The violence recalled the terror that rattled France in January, when radicalized attackers killed 12 people at the offices of the satirical magazine Charlie Hebdo and four more at a kosher grocery store, stirring fears of more unpredictable, lone-wolf attacks claimed by groups like the Islamic State in Iraq and the Levant (ISIL). This time, the danger was over much faster than in January, when an intense manhunt across Paris and its suburbs had the country on edge for two days. Authorities on Saturday said all eight attackers suspected in Friday night’s attacks were dead, with seven detonating suicide vests and an eighth killed in an exchange of fire with police at the Bataclan.
Still, fear and grief gripped Parisians on Saturday as they tried to comprehend why their city was targeted once again, this time by the worst attacks Europe has seen since at least 2004. French authorities were quick to blame the attacks on ISIL, which later claimed responsibility. In a televised address late Friday, President François Hollande called the attacks an “act of war” and prompted swift revenge. He announced France’s first state of emergency since the Algerian war, closing borders and public buildings until further notice and urging people in Paris to stay home.
But by midday Saturday, the mood on the street in the city was shifting more toward bewilderment than panic. Even shell-shocked Parisians like Kazazian were out and about, with many stores and restaurants open for business and public transportation largely up and running. Some shopkeepers in the 10th and 11th arrondissements, where most of the attacks took place, expressed a sense of defiance, insisting that shuttering their stores would be letting the terrorists win. Others simply said that, with the attackers now dead, they saw little reason to change their daily routines — and besides, people needed places to gather and talk after national tragedy.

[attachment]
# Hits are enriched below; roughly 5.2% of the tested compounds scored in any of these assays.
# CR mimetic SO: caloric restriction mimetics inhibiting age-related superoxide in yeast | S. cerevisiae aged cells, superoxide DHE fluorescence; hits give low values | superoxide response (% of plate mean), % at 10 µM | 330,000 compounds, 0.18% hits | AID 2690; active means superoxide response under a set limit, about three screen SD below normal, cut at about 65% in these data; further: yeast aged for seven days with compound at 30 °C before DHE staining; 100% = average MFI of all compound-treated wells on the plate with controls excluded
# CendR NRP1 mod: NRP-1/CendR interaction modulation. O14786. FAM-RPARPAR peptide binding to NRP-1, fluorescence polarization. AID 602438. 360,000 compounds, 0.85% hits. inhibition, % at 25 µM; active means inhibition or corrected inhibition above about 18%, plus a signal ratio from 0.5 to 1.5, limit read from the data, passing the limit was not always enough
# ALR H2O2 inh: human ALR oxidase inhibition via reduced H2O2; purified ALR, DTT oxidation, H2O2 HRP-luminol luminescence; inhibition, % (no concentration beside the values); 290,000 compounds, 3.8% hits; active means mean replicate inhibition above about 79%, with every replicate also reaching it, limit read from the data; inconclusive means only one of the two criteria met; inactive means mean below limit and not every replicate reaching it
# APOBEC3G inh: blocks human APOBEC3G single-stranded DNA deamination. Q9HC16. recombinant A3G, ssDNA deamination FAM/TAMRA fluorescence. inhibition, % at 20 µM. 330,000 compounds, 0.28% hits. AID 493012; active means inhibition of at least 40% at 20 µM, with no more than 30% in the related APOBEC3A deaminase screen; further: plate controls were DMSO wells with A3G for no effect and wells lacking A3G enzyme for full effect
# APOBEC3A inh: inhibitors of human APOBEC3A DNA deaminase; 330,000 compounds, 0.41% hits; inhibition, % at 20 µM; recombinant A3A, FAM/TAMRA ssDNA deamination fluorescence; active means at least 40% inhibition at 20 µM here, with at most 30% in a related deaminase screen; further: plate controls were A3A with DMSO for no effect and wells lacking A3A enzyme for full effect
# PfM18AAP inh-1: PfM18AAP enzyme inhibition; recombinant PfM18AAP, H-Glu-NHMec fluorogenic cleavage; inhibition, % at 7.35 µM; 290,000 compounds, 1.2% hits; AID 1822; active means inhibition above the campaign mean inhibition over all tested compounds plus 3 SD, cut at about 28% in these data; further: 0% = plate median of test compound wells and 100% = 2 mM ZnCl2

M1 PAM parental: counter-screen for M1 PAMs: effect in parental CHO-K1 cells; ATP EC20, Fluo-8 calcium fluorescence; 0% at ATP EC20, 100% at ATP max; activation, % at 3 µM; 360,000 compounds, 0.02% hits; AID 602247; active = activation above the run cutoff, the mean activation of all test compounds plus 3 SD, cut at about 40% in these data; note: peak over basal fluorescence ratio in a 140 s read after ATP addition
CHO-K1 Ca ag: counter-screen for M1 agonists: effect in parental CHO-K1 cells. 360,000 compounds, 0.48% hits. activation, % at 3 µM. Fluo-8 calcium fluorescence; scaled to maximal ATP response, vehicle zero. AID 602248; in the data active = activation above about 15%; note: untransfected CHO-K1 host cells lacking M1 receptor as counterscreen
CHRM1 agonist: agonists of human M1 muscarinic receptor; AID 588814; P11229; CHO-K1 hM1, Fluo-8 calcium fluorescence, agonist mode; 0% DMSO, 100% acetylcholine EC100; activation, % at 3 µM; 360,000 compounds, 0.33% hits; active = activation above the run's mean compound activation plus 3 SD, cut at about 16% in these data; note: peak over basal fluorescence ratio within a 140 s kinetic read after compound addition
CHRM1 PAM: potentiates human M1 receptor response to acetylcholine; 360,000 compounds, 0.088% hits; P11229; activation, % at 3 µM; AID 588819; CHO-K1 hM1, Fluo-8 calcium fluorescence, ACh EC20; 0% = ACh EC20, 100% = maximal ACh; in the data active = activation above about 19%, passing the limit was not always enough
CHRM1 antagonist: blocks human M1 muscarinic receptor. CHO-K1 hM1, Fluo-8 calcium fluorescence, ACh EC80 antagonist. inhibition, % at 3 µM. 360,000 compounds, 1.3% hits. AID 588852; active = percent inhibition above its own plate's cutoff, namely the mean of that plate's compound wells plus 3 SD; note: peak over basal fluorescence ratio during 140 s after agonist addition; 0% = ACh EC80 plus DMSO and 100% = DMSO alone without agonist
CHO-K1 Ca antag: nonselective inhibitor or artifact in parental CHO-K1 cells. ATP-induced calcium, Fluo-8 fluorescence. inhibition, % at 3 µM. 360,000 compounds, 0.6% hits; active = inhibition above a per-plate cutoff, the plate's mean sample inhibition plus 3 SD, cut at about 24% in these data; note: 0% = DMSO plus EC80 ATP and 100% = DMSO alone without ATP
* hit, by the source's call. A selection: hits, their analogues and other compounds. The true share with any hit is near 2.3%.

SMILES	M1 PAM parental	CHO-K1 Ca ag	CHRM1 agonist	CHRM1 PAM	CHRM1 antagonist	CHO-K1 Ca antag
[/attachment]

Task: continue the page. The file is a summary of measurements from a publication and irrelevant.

“We stayed open … so people could come in, use the bathroom, have a coffee,” said Sharon Kheloui, who with her husband runs A la Folie, a bar just across the Square du Bataclan from the concert hall. Kheloui reopened A la Folie by noon on Saturday, even though she had been up until 2:30 a.m. making food for a petrified couple who had fled the scene of the attack and stumbled upon her door. “There were people who were leaving the Bataclan, the survivors, looking for their parents or for taxis," she said. "Everything was blocked, so the only way to exit was to pass by here. We could see in the cars the people inside. Their faces — everyone was shocked.”
Kheloui asked a question that has been on everyone’s lips: Why did this happen here? “Is it not secure? Is it an easy target?” She recalls the anxiety she felt when her son was sent home from school early that Wednesday in January after gunmen raided the Charlie Hebdo offices just a few blocks from her home. “I didn’t understand how that happened, and now here it happens again.”
ISIL, meanwhile, has warned of more attacks. In a statement, the group said its fighters, strapped into suicide belts and wielding machine guns, had carefully studied their targets and planned the attacks long in advance. The assault was framed as retaliation against France for its military intervention against ISIL’s heartland in Syria and Iraq and promised that France would remain a priority target for the group until its airstrikes cease.
French media, for their part, have been quick to proliferate Hollande’s characterization that the "war" with ISIL had arrived on French soil. La Libération splashed with “This time, it’s war.” Le Figaro called it “War in the heart of Paris.” Television channels have kept rolling with nonstop coverage of the investigation into the attackers’ identities and accomplices, most of which remain unknown, breaking away only to cover memorials in cities around the world.
“It does feel like we’re at war,” said Adel, the Syrian-French owner of a bar and music cafe tucked on a side street close to Le Carillon, who was raising his metal grate at around 1 p.m. on Saturday. “I’m profoundly sad about what happened,” said Adel, who moved to France from his native Aleppo in 1988 to open Chez Adel. He did not offer his last name. “It’s frightening. Everyone is scared … but if it’s possible to stay open and it makes people happy, why not stay open?”